Learning Leads to Independence
Our students come to Saint Catherine Academy with a need: a need to learn; a need to belong; a need to be recognized. We meet the student where they are and work to move them forward in their interpersonal skills, academic skills, vocational experiences—all to build life skills that leads them to independence.
December 22, 2017 Fairfield County Catholic
FAIRFIELD—“What a remarkable experience of faith!” said Bishop Frank J. Caggiano at the end of this year’s St. Catherine Academy Christmas Pageant.
“Now I can say it’s really the beginning of the Christmas Season in our diocese!” said the bishop to the more than 200 people who turned out for this year’s pageant performed by students who with autism or intellectual or developmental disabilities.
The audience, consisting of family and friends of St. Catherine’s, was treated to one of the best productions of the Nativity in years as the young players lifted their voices in song, performed in beautiful costumes, and dramatized the birth of Christ.
St. Catherine Academy student Anthony Virgile led the production with his excellent narration and reading of scripture, while Natalie Massaro and Philip Palilla were audience favorites with their portrayal of Mary and Joseph.
The 17-member cast sang many Christmas favorites including Silent Night, and This Little Light of Mine, and they were joined by the entire audience on O Come, O Come Emmanuel, Angels we Have Heard on High, Joy to the World, and Let There Be Peace on Earth.
— Fairfield — This year the students are studying the American glass sculptor, Dale Chihuly, as part of their art curriculum. Inspired by the recent exhibition at the New York Botanical Gardens, Mrs. Barber, our art teacher introduced Chihuly to the students by showing them a glass globe with infused colors. Chihuly’s works are considered to possess outstanding artistic merit in the field of blown glass, “moving it into the realm of large-scale sculpture.” The technical difficulties of working with glass forms are considerable, yet Chihuly uses it as the primary medium for installations and environmental artwork.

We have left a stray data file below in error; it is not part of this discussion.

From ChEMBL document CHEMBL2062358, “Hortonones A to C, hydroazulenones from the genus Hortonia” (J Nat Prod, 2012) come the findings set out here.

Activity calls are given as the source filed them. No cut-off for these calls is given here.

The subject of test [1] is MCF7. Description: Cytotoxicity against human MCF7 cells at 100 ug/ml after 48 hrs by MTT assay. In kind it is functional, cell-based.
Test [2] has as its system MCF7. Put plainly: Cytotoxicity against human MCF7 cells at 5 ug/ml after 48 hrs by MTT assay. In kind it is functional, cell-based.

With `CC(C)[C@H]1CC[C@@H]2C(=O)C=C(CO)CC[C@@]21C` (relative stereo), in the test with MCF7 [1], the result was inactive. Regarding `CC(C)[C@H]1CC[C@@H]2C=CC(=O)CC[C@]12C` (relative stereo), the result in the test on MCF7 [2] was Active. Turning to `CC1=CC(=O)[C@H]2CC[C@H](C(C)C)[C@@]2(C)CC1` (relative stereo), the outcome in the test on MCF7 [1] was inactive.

When asked to comment on what inspired him, Chihuly looked to his childhood fascination with glass marbles.
In the 1990s, Chihuly became involved in several significant public exhibitions that involved glass chandeliers, integrating architecture and glass sculpture. Chilhuly reported that he “was as interested in the way my art works in a public space as in the art itself.” Mrs. Barber and Mrs. Claus worked with the students, using clear plastic cups and markers to create pieces of our own chandelier that is now on display in our kitchen at the Center.
The study of his art continued through the holidays when students made candy dishes that were very colorful as gifts for their families. Recently, they were introduced to sculpture as they create their own uniquely shaped and colored three-D art.
Chihuly offered living canvases in his most recent exhibition that showcased his signature organic shapes in brilliant colors. It is so exciting to give our students the opportunity to be expressive with a variety of mediums and unlimited choices of color.